At Bristol he was known as "Shuff" and painted the "Leaded Lights" series, designed by John Barker.  At Llanelly he was known as Mr Shufflebotham, working separately from the other painters.  He even had his own pottery body, with its creamy glaze.  There he painted pink roses in the Wemyss style, some of which bear the initials S W S.  He also painted puritan heads with mottos, but without the "Leaded Lights" look.  Llanelly also produced items in the "Cock and Hen" and "Bristol Landscape" series style, but none appear to have been painted by Shufflebotham.  He also may have had some responsibility for the Dutch figures produced by the pottery.  It is not known what he painted at Torquay or Bovey Tracey, however during his time at the latter Wemyss style roses were produced.  At times he also painted water colours, which may have supplemented his income.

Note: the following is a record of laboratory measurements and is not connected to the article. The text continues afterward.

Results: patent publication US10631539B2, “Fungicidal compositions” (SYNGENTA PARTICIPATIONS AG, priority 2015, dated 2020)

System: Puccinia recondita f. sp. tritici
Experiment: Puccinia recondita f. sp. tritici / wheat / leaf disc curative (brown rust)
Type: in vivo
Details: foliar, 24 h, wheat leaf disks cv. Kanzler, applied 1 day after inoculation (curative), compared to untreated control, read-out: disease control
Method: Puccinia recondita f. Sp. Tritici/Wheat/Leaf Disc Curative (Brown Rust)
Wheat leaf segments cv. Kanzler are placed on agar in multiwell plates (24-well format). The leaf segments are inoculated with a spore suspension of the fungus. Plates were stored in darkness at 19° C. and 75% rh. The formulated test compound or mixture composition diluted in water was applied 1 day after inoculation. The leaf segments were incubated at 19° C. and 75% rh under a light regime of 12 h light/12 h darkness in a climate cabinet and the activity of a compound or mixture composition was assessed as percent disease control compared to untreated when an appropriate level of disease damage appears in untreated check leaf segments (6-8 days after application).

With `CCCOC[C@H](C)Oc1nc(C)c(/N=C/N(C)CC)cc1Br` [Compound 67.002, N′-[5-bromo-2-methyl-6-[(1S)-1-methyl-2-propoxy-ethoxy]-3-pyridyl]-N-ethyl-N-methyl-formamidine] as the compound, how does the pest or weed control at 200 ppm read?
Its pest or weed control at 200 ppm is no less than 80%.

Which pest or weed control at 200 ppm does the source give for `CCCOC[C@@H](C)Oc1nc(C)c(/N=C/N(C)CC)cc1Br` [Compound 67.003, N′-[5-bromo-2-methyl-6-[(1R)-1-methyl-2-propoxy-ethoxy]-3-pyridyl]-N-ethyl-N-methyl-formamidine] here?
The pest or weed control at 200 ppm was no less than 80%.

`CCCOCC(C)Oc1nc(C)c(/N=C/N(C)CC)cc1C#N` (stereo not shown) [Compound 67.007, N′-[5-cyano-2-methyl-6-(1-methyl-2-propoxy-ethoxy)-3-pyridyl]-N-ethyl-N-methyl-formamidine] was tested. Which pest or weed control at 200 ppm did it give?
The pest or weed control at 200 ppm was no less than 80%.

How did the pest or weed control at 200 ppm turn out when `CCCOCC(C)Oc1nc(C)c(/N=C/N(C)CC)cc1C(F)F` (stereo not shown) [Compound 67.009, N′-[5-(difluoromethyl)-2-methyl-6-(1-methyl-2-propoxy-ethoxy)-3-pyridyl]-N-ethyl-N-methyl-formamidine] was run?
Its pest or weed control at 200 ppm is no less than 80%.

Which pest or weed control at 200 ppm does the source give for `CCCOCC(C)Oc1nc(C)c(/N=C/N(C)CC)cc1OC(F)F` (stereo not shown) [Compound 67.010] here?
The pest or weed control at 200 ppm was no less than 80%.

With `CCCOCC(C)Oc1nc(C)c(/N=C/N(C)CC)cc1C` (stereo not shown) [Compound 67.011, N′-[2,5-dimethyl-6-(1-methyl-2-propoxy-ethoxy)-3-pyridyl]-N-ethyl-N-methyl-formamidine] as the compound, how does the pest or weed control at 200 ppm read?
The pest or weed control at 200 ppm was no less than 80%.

Trade directories show a Henry Shufflebotham residing at 4 Causeway in 1910, and at 43 Dunkirk Road in 1911-3.  Both addresses are close to the pottery, therefore could he be a relative of Samuel?

Thomas Trafford worked at Pountneys from the 1890s to the 1930s as an overglaze painter and print designer.  He painted copies of Richard Champion's porcelain, some of which were copied from the Trapnell collection. and kingfishers.

R E L Williams was responsible for Korean style artwares painted in black and gold.

A W Brunt painted Chinese scenes from Ming Dynasty porcelain.

T Wallace and A Watson were also known painters.